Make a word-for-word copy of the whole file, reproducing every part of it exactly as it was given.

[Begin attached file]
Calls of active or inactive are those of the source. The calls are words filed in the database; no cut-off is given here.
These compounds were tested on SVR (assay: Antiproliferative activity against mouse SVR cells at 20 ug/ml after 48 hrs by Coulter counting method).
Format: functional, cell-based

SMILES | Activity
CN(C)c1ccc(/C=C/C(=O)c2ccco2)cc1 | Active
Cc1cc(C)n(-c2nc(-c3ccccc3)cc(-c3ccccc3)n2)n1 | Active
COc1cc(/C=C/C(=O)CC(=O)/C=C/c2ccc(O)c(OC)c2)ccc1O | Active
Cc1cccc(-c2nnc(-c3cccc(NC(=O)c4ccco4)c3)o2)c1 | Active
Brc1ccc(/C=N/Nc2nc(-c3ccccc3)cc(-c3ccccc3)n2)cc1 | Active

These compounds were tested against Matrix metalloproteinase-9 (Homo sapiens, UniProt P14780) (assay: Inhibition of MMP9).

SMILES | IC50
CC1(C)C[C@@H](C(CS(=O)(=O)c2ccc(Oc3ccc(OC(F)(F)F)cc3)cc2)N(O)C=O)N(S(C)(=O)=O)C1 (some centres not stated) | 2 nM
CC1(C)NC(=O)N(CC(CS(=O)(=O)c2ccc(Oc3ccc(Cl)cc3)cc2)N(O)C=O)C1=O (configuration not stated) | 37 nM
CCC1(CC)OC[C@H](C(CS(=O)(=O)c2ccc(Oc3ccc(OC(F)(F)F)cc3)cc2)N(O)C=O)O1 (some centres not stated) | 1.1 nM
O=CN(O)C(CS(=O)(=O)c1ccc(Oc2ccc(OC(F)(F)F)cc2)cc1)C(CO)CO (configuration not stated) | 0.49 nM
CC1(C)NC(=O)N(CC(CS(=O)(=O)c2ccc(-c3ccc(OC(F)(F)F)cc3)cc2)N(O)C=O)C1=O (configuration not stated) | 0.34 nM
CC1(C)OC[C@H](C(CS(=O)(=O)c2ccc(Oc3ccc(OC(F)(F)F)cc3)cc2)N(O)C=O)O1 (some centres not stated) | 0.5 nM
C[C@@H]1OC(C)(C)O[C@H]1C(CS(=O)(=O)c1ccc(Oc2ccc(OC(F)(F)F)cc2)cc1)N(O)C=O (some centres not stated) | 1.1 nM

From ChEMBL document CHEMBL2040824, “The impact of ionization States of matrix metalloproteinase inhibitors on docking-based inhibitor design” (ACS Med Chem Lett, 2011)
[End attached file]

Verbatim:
Calls of active or inactive are those of the source. The calls are words filed in the database; no cut-off is given here.
These compounds were tested on SVR (assay: Antiproliferative activity against mouse SVR cells at 20 ug/ml after 48 hrs by Coulter counting method).
Format: functional, cell-based

SMILES | Activity
CN(C)c1ccc(/C=C/C(=O)c2ccco2)cc1 | Active
Cc1cc(C)n(-c2nc(-c3ccccc3)cc(-c3ccccc3)n2)n1 | Active
COc1cc(/C=C/C(=O)CC(=O)/C=C/c2ccc(O)c(OC)c2)ccc1O | Active
Cc1cccc(-c2nnc(-c3cccc(NC(=O)c4ccco4)c3)o2)c1 | Active
Brc1ccc(/C=N/Nc2nc(-c3ccccc3)cc(-c3ccccc3)n2)cc1 | Active

These compounds were tested against Matrix metalloproteinase-9 (Homo sapiens, UniProt P14780) (assay: Inhibition of MMP9).

SMILES | IC50
CC1(C)C[C@@H](C(CS(=O)(=O)c2ccc(Oc3ccc(OC(F)(F)F)cc3)cc2)N(O)C=O)N(S(C)(=O)=O)C1 (some centres not stated) | 2 nM
CC1(C)NC(=O)N(CC(CS(=O)(=O)c2ccc(Oc3ccc(Cl)cc3)cc2)N(O)C=O)C1=O (configuration not stated) | 37 nM
CCC1(CC)OC[C@H](C(CS(=O)(=O)c2ccc(Oc3ccc(OC(F)(F)F)cc3)cc2)N(O)C=O)O1 (some centres not stated) | 1.1 nM
O=CN(O)C(CS(=O)(=O)c1ccc(Oc2ccc(OC(F)(F)F)cc2)cc1)C(CO)CO (configuration not stated) | 0.49 nM
CC1(C)NC(=O)N(CC(CS(=O)(=O)c2ccc(-c3ccc(OC(F)(F)F)cc3)cc2)N(O)C=O)C1=O (configuration not stated) | 0.34 nM
CC1(C)OC[C@H](C(CS(=O)(=O)c2ccc(Oc3ccc(OC(F)(F)F)cc3)cc2)N(O)C=O)O1 (some centres not stated) | 0.5 nM
C[C@@H]1OC(C)(C)O[C@H]1C(CS(=O)(=O)c1ccc(Oc2ccc(OC(F)(F)F)cc2)cc1)N(O)C=O (some centres not stated) | 1.1 nM

From ChEMBL document CHEMBL2040824, “The impact of ionization States of matrix metalloproteinase inhibitors on docking-based inhibitor design” (ACS Med Chem Lett, 2011)